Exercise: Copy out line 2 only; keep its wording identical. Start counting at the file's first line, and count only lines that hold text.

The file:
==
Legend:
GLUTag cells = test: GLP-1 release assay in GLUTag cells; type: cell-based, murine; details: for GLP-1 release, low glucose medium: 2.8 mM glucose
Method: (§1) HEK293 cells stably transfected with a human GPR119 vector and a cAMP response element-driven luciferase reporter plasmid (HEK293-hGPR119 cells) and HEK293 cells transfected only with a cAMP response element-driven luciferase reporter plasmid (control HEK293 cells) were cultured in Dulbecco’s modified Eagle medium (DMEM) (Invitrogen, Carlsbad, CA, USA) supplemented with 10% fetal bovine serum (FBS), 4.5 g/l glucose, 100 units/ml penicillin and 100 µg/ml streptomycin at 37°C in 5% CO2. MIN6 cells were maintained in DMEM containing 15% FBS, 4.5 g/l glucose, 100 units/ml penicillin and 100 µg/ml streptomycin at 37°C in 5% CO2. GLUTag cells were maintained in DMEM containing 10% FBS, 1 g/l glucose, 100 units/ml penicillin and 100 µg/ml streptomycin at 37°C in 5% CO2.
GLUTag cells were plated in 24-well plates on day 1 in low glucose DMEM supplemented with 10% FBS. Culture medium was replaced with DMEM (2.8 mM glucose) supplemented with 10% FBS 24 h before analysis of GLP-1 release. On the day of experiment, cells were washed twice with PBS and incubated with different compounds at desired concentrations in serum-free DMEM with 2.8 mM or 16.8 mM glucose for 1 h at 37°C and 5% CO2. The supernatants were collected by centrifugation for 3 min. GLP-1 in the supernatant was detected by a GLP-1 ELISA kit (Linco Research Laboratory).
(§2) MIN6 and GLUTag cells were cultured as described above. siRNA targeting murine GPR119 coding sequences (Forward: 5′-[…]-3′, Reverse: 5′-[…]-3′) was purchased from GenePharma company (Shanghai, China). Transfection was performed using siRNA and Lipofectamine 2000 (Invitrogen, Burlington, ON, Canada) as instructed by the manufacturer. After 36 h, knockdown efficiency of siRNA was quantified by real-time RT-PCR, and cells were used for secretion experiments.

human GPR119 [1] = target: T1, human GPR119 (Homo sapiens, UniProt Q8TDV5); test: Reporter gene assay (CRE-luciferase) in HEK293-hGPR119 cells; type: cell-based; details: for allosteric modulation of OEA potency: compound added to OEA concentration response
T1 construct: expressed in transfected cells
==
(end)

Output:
GLUTag cells = test: GLP-1 release assay in GLUTag cells; type: cell-based, murine; details: for GLP-1 release, low glucose medium: 2.8 mM glucose